Estate planning mistakes parents sometimes make

North Carolina parents usually plan their estates for the benefit of their children. Not wanting their child to suffer the financial hardships that they did, they may be more than willing to name their child as the beneficiary of their most valuable assets. However, it is important that they plan their estate carefully while keeping in mind that their children may not be capable of handling money wisely yet.

Many parents simply list their children as beneficiaries on their financial accounts without considering the children's ages. Though minor children cannot inherit a life insurance policy, investment account or savings account balance until they reach adulthood, they still might not be ready to handle a windfall the day that they turn 18. If parents are planning their estate while children are still minors, it may be best to set up a trust to benefit the children rather than leaving their children money outright.

Some parents decide to open joint accounts with their children during their lifetime so that their children can have access to the funds. Although this may seem like a convenient choice, opening joint bank accounts can actually be more complicated for estate planning purposes than simply naming a beneficiary on a bank account. If there is no documentation to prove that the child had 'rights of survivorship" on the account, the child may not receive the balance when their parent dies. A creditor could also seize the bank account balance if the child has an outstanding debt.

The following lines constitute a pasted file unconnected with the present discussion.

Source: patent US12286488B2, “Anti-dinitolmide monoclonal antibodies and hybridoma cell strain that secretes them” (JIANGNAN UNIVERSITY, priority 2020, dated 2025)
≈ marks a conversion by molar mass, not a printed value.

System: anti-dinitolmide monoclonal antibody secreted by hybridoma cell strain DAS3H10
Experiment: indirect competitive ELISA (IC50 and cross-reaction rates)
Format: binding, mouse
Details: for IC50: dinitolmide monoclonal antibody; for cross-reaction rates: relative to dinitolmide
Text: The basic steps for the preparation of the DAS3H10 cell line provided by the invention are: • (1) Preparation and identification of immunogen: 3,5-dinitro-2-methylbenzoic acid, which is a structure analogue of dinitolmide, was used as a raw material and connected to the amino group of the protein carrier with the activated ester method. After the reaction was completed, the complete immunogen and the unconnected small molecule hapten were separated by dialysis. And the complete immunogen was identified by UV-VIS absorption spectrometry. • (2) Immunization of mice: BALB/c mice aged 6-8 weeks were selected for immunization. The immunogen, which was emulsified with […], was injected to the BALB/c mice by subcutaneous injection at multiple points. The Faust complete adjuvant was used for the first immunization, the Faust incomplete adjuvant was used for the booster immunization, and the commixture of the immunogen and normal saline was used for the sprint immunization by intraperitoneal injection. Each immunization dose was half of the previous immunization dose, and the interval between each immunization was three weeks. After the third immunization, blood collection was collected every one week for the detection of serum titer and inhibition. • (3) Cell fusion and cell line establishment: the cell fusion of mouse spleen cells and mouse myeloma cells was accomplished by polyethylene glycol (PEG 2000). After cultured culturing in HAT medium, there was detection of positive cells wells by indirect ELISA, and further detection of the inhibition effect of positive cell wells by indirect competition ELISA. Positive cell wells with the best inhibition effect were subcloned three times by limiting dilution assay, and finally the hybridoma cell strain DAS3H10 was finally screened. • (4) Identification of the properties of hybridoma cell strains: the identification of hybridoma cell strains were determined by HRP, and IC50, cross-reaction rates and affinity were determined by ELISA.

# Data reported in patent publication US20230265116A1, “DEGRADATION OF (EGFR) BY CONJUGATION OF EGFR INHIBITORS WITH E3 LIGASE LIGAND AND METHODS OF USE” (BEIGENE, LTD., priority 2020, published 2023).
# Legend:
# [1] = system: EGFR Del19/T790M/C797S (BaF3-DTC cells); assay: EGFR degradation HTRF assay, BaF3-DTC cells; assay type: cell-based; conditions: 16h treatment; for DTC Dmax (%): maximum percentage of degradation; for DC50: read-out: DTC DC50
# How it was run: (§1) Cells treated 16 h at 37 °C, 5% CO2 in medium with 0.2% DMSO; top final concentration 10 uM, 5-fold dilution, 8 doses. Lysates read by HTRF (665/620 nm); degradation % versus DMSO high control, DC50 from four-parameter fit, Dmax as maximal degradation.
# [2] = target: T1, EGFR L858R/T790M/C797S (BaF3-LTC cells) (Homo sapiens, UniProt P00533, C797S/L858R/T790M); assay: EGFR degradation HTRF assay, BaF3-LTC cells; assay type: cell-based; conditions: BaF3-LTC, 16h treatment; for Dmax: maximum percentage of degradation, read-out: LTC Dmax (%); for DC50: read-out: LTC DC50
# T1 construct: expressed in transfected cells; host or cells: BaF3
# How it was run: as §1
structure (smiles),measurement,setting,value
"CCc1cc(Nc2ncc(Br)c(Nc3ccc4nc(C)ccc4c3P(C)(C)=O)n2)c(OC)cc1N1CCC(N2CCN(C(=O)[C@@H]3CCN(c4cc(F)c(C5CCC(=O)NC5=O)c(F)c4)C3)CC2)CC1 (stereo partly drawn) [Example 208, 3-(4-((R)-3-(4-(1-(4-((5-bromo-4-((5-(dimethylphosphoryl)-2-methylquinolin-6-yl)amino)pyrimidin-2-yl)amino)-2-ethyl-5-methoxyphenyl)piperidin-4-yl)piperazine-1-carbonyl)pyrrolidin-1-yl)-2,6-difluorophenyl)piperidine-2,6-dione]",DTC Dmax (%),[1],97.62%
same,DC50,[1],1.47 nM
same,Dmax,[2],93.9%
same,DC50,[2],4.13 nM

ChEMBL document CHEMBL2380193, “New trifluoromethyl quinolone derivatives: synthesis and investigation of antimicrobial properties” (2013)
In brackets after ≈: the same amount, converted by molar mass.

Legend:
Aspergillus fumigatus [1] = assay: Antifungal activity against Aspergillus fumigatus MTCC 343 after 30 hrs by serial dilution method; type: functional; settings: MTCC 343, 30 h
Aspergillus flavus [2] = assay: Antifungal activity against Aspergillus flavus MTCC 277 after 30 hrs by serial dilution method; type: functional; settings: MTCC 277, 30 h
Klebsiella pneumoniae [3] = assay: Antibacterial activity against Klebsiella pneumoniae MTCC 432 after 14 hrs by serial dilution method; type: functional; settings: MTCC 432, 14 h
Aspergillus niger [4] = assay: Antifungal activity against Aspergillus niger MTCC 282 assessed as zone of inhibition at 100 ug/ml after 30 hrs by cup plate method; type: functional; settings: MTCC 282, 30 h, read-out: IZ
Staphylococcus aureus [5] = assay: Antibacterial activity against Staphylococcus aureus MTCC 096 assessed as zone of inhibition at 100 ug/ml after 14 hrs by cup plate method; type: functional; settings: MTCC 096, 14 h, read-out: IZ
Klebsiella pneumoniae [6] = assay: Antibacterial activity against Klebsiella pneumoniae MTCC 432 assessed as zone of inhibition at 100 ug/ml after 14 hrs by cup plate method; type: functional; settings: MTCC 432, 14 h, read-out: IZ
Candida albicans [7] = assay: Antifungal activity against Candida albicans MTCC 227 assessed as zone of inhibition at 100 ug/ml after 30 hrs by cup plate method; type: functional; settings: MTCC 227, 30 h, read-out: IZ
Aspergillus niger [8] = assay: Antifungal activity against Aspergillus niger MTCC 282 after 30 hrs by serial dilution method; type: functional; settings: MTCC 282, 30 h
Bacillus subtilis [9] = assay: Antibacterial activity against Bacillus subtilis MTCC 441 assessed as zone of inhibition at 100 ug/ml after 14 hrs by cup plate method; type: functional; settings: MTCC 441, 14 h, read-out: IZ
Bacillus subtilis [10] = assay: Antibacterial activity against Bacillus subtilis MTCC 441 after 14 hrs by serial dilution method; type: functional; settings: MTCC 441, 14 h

Parents who would like to create an estate plan for the benefit of their children may want to talk to an estate planning attorney about their unique situation. An attorney can help them understand the benefits of different types of trust vehicles depending on the value of assets that will be involved and the needs of the beneficiaries.

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